The sebaceous glands, like many functional components of the skin, have receptors that are sensitive to sex hormones. They "suffer" most from testosterone from the androgen group. Androgens increase sebum production during puberty in both sexes. The more androgens bind to receptors on the surface of the sebaceous glands, the more sebum is produced. As a result of the combination of fat with exfoliated cells in the pore of the skin, a complex is formed that causes its blockage. A blocked pore prevents excess sebum from reaching the surface, resulting in acne.
In women, the appearance of acne is also often associated with the phase of the menstrual cycle and, accordingly, the intensity of sebum production. The hormonal changes caused by menstruation often lead to an increase in the amount of inflammatory elements on the skin of the face and body ten days before the "critical days".
In addition, women with higher androgen levels are more likely to suffer from acne. It also promotes excessive facial hair growth, female pattern hair loss, and irregular menstrual periods.
Not all female acne can be caused by the menstrual cycle. They are also triggered by bouts of stress when cortisol affects the sebaceous glands.
Skin pigmentation is familiar to many pregnant women. Throughout pregnancy, the body is characterized by high levels of estrogen. It makes the skin more sensitive to the sun, resulting in dark spots called melasma.
Dry skin and flaking
The decrease in estrogen levels leads to the fact that the skin becomes drier and itchy. This process is observed in patients with dry skin in general, as well as in patients with eczema during an exacerbation of the disease.
The second hormonal cause of sudden dry skin can be a decrease in the level of thyroid-stimulating hormone of the thyroid gland.
© Guido Mieth / getty
Is hormone replacement therapy the solution
So, throughout life, the level of hormones in the body can change dramatically, which affects the condition of the skin during each hormonal phase. Hormone replacement therapy may seem like a logical solution to this problem. However, is this tool really able to effectively "tweak" the level of certain hormones to the optimum and preserve the youthfulness and beauty of the skin?
Hormone replacement therapy is a relatively new area in skin care today. Due to the lack of extensive research and side effects, it has not yet become an effective and affordable solution to skin problems. However, studies have shown an increase in skin elasticity, moisture, and thickness in women using topical or oral hormone replacement therapy (HRT). So, in the composition of the combined contraceptive pills, synthetic estrogen is present in doses that suppress ovulation. If ovulation does not occur, then ovarian androgens are not produced, which means that the production of sebum and, accordingly, the amount of acne on the skin decreases.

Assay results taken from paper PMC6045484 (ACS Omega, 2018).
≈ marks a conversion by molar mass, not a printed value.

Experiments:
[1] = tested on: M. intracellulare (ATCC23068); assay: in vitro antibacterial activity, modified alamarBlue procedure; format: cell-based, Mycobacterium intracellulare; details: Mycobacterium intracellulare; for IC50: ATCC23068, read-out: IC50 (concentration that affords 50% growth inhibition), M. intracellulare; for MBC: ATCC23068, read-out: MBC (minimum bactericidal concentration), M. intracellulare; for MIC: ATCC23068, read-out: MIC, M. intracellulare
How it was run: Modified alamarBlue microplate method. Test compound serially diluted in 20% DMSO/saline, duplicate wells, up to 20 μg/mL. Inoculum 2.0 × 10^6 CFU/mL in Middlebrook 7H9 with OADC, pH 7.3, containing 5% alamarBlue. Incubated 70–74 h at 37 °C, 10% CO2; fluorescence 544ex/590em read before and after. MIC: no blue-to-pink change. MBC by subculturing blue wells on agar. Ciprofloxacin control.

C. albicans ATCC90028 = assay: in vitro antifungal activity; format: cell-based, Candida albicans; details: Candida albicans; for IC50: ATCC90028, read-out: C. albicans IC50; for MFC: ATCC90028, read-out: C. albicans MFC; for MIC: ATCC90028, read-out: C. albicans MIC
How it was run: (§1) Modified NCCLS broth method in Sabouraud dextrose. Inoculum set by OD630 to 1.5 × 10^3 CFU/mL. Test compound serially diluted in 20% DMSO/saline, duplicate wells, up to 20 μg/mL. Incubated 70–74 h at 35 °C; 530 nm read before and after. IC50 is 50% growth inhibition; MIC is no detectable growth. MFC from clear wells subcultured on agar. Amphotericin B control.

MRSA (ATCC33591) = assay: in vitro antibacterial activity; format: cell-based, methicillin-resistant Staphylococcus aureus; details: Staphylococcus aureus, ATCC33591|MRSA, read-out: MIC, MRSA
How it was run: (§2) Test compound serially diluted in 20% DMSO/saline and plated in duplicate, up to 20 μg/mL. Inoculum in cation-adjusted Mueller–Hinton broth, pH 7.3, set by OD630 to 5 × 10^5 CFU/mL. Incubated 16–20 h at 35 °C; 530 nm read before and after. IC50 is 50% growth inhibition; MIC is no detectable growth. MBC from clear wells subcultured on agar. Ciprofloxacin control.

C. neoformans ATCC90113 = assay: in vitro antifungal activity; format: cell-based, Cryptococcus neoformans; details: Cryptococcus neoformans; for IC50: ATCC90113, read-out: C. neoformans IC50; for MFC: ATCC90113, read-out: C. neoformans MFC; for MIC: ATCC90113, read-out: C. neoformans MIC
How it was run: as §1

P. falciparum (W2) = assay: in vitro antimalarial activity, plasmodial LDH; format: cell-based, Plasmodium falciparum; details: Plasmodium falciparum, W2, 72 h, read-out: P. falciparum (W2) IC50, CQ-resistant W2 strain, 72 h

How to care for skin with hormonal imbalance without using hormonal agents
Deterioration of the skin during menopause
Today, there are many “non-hormonal” skincare options available to help make dry, itchy, and thinned skin smoother and fresher. So, during menopause, when estrogen levels decrease, and collagen production slows down, it is important to use products with ingredients that stimulate collagen production in the skin. These include:
- retinoids, including retinol, which are part of the vitamin A family;
- vitamin C, which also stimulates collagen production, brightens the skin and evens its tone;
- peptides and hyaluronic acid that increase the production of elastin, collagen, effectively filling and strengthening dry skin.
To control inflammation and keep acne under control, use anti-inflammatory ingredients such as oat extract, white and green tea, horse chestnut, licorice, bisabolol, ginkgo biloba, salicylic and glycolic acids, and niacinamide.
Pre-cleanse the skin gently with surfactant-free products (sodium lauryl sulfate and its derivatives).
Dryness and flaking
With dryness, which develops due to a deficiency of thyroid-stimulating hormone, estrogen and progesterone, the skin needs essential fatty acids, phytosterols, ceramides and ceramides. They protect the skin from oxidative damage that causes flaking.
Health and safety
Many “experts” on health promise to carry out a “hormonal reset” of the body and improve the condition of the skin through diet or supplements. Most often, such "specialists" have nothing to do with medicine. You should not believe their promises and buy "magic" ointments and tablets, and for the problematic skin conditions described above, you should consult a dermatologist or endocrinologist.>